Activity in China's factory sector unexpectedly shrank to a 6-1/2 year low in September, a private survey showed, raising fears of a sharper slowdown in the world's second-largest economy that could spell more turmoil for financial markets.
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Global investors and policymakers are on edge over China after the U.S. central bank last week held off from raising interest rates, saying it was unsure if international problems, and China's slowdown in particular, will hurt the U.S. recovery.
The preliminary Caixin/Markit China Manufacturing Purchasing Managers' Index (PMI) fell to 47.0 in September, the worst since March 2009 and below market expectations of 47.5 and August's final 47.3. Levels below 50 signify a contraction.
China's factory activity has now shrunk for seven months in a row, and the latest survey showed conditions in September deteriorated from August by almost every measure, with companies cutting output, prices and jobs at a faster pace as orders fell.
"The weaker-than-expected PMI suggested domestic and external demand remained sluggish. It's almost certain China's economic growth will slide below 7 percent in the second half of this year," economists at Minsheng Securities said.
"To achieve the growth target, we expect the authorities to keep its loosening monetary policy stance with more measures on the fiscal front in coming months."
Economists had expected the latest PMI to remain anemic but edge up slightly, as a slew of stimulus measures since last year slowly take effect and as many factories which had closed in August and early September began to reopen.
Most Asian stock markets extended early losses after the report while U.S. stock futures fell 1 percent. The Australian dollar also eased on fears the demand in the country's biggest trading partner would fall.
It's no secret that China's economy has been gradually slowing from a breakneck double-digit pace in past decades, as Beijing tries to transform its growth model from a reliance on heavy manufacturing and exports to one with a more vibrant services sector and stronger domestic demand.
But persistently weak factory activity and cooling investment could spark fears that the downdraft is now too intense for services alone to offset, putting the economy at risk of a more profound cyclical and structural slowdown that could jeopardize the fragile global recovery.
Factory output sank to its lowest since the global financial crisis, and soft orders suggested more weakness ahead.
New orders, a proxy for both domestic and overseas demand, fell to a near four-year low while export orders shrank at the fastest clip since mid-2013, highlighting weak global demand.
The China president of U.S. crane and mining equipment maker Terex told Reuters on Monday that he expects half of the country's machinery makers to close amid a four-year market downturn, though he remained optimistic for the longer-term.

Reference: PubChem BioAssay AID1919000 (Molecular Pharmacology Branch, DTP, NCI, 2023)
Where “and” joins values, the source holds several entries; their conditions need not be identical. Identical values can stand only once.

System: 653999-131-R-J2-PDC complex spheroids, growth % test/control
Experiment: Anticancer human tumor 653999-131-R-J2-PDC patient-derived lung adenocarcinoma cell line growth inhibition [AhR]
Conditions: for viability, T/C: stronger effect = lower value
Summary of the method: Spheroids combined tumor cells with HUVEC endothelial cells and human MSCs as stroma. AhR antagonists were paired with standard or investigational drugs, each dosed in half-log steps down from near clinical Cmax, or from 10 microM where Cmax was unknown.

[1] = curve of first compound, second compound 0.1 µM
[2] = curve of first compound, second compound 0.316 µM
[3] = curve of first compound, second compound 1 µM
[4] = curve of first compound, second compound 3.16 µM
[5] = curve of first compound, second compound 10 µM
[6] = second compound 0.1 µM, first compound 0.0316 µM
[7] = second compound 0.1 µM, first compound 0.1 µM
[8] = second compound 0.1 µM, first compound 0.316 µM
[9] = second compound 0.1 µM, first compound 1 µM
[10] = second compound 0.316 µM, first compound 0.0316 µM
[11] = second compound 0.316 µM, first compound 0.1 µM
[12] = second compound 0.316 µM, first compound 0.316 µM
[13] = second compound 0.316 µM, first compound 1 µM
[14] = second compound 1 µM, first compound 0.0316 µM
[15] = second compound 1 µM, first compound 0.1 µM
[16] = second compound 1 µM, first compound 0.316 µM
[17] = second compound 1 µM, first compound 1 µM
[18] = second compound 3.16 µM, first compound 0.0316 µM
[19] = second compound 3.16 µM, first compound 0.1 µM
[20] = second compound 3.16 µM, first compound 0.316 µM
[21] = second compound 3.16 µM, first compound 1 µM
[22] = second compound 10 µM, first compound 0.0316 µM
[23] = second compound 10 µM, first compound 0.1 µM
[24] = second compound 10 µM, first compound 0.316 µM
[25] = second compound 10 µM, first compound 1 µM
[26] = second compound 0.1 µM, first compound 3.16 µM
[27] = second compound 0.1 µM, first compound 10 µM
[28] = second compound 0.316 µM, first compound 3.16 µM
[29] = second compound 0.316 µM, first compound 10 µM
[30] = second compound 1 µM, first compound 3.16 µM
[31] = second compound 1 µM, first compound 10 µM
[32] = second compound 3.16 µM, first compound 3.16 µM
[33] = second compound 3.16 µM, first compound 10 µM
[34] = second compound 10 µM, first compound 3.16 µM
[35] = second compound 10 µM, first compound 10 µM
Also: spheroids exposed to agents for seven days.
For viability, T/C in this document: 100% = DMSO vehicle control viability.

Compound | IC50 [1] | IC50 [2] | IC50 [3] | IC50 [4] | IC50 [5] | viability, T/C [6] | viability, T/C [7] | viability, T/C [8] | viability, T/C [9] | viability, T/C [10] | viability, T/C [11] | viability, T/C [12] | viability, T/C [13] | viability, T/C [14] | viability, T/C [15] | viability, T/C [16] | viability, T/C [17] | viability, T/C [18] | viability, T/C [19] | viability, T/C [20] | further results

"Everyone thinks it's a market that is declining, but it's still growing. It's declining growth," Ken Lousberg said.
MORE STIMULUS EXPECTED
The dismal PMI reading raises the chance that third-quarter economic growth could dip below 7 percent for the first time since the global crisis. Some market watchers believe current growth is already weaker than official data suggest.
"The PMI's new leg down is consistent with a further deceleration in Chinese growth through year-end 2015," said economist Bill Adams at PNC Financial Services.
"PNC forecasts roughly 6.5 percent growth in the third and fourth quarters of 2015 (in year-ago terms) and 6.2 percent in all of 2016."
The weak PMI will reinforce views that Beijing will roll out more support soon, including further cuts in interest rates and bank reserve requirements and higher infrastructure spending.
"Patience may be needed for policies designed to promote stabilization to demonstrate their effectiveness," said He Fan, chief economist at Caixin Insight Group.
Nomura expects one more 50 basis point (bps) cut in bank reserve requirements (RRR) in the fourth quarter, while RBC Capital Markets predicts another 25 bps interest rate cut and at least 50 bps in RRR cuts.
While the factory sector looks set to remain weak for some time, there are mixed signals in other parts of the economy.
The latest survey by China Beige Book International showed continued robust growth in the service sector in the third quarter, though some small companies elsewhere have told Reuters business has never been so bad.
Home sales and prices are slowly recovering, but new construction starts are down nearly 17 percent from a year ago.
China's surprise yuan devaluation last month and a plunge in its stock markets since June have fueled worries about more shocks to the economy, although Premier Li Keqiang has brushed off concerns it is facing a hard landing.
Chinese President Xi Jinping added his voice on Tuesday to officials trying to reassure the world that the economy is under control and Beijing remains committed to financial reforms.
Xi made the remarks on the first day of a one-week visit to the United States, where he is likely to be grilled on China's policies.
(Additional reporting by Xiaoyi Shao; Editing by Kim Coghill)